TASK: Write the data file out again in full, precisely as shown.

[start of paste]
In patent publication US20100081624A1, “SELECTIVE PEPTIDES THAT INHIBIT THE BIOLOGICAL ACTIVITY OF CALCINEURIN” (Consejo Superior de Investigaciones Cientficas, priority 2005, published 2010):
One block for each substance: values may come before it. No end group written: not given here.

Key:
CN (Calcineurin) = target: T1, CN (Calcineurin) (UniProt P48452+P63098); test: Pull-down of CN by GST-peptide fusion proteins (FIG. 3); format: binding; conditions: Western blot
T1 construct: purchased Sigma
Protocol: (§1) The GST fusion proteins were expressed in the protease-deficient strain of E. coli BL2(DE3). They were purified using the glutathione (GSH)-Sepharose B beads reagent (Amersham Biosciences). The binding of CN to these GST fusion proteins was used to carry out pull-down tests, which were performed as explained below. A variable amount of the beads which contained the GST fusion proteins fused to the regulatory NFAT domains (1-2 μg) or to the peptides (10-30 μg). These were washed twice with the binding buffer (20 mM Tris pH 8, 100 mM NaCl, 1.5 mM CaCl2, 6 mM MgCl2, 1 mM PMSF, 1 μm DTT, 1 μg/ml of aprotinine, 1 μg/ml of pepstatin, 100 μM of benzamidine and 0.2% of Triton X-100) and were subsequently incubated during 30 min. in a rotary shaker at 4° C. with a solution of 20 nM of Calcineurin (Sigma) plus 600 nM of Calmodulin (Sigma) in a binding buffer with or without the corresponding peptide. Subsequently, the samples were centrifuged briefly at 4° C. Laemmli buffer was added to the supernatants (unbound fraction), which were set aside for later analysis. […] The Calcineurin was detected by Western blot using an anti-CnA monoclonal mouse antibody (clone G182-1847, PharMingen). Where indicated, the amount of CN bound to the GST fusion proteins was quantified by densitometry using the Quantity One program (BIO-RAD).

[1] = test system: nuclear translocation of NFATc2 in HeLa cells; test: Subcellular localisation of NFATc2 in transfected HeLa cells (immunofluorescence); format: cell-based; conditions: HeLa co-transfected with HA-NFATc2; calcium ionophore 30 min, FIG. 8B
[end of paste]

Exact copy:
In patent publication US20100081624A1, “SELECTIVE PEPTIDES THAT INHIBIT THE BIOLOGICAL ACTIVITY OF CALCINEURIN” (Consejo Superior de Investigaciones Cientficas, priority 2005, published 2010):
One block for each substance: values may come before it. No end group written: not given here.

Key:
CN (Calcineurin) = target: T1, CN (Calcineurin) (UniProt P48452+P63098); test: Pull-down of CN by GST-peptide fusion proteins (FIG. 3); format: binding; conditions: Western blot
T1 construct: purchased Sigma
Protocol: (§1) The GST fusion proteins were expressed in the protease-deficient strain of E. coli BL2(DE3). They were purified using the glutathione (GSH)-Sepharose B beads reagent (Amersham Biosciences). The binding of CN to these GST fusion proteins was used to carry out pull-down tests, which were performed as explained below. A variable amount of the beads which contained the GST fusion proteins fused to the regulatory NFAT domains (1-2 μg) or to the peptides (10-30 μg). These were washed twice with the binding buffer (20 mM Tris pH 8, 100 mM NaCl, 1.5 mM CaCl2, 6 mM MgCl2, 1 mM PMSF, 1 μm DTT, 1 μg/ml of aprotinine, 1 μg/ml of pepstatin, 100 μM of benzamidine and 0.2% of Triton X-100) and were subsequently incubated during 30 min. in a rotary shaker at 4° C. with a solution of 20 nM of Calcineurin (Sigma) plus 600 nM of Calmodulin (Sigma) in a binding buffer with or without the corresponding peptide. Subsequently, the samples were centrifuged briefly at 4° C. Laemmli buffer was added to the supernatants (unbound fraction), which were set aside for later analysis. […] The Calcineurin was detected by Western blot using an anti-CnA monoclonal mouse antibody (clone G182-1847, PharMingen). Where indicated, the amount of CN bound to the GST fusion proteins was quantified by densitometry using the Quantity One program (BIO-RAD).

[1] = test system: nuclear translocation of NFATc2 in HeLa cells; test: Subcellular localisation of NFATc2 in transfected HeLa cells (immunofluorescence); format: cell-based; conditions: HeLa co-transfected with HA-NFATc2; calcium ionophore 30 min, FIG. 8B